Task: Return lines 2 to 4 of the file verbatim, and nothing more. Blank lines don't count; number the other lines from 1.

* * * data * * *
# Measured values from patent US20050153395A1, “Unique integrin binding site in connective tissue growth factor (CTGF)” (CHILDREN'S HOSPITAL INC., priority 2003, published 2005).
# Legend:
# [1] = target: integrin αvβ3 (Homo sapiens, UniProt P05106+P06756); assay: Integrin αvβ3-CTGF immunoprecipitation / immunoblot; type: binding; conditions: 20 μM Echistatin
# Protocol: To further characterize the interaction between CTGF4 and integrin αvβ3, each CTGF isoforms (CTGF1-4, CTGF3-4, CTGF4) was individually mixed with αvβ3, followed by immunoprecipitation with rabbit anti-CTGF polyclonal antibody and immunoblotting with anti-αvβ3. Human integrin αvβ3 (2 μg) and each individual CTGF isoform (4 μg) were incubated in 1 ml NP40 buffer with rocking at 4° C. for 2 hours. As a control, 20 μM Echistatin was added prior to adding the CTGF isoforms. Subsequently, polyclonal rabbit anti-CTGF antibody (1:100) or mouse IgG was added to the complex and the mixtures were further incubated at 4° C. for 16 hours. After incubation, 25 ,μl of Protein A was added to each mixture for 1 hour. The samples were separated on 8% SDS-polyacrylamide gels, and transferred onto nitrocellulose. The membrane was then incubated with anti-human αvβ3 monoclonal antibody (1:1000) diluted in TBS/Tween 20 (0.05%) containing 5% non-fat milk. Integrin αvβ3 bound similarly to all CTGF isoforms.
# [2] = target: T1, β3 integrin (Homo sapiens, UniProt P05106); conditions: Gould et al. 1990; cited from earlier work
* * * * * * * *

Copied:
# Legend:
# [1] = target: integrin αvβ3 (Homo sapiens, UniProt P05106+P06756); assay: Integrin αvβ3-CTGF immunoprecipitation / immunoblot; type: binding; conditions: 20 μM Echistatin
# Protocol: To further characterize the interaction between CTGF4 and integrin αvβ3, each CTGF isoforms (CTGF1-4, CTGF3-4, CTGF4) was individually mixed with αvβ3, followed by immunoprecipitation with rabbit anti-CTGF polyclonal antibody and immunoblotting with anti-αvβ3. Human integrin αvβ3 (2 μg) and each individual CTGF isoform (4 μg) were incubated in 1 ml NP40 buffer with rocking at 4° C. for 2 hours. As a control, 20 μM Echistatin was added prior to adding the CTGF isoforms. Subsequently, polyclonal rabbit anti-CTGF antibody (1:100) or mouse IgG was added to the complex and the mixtures were further incubated at 4° C. for 16 hours. After incubation, 25 ,μl of Protein A was added to each mixture for 1 hour. The samples were separated on 8% SDS-polyacrylamide gels, and transferred onto nitrocellulose. The membrane was then incubated with anti-human αvβ3 monoclonal antibody (1:1000) diluted in TBS/Tween 20 (0.05%) containing 5% non-fat milk. Integrin αvβ3 bound similarly to all CTGF isoforms.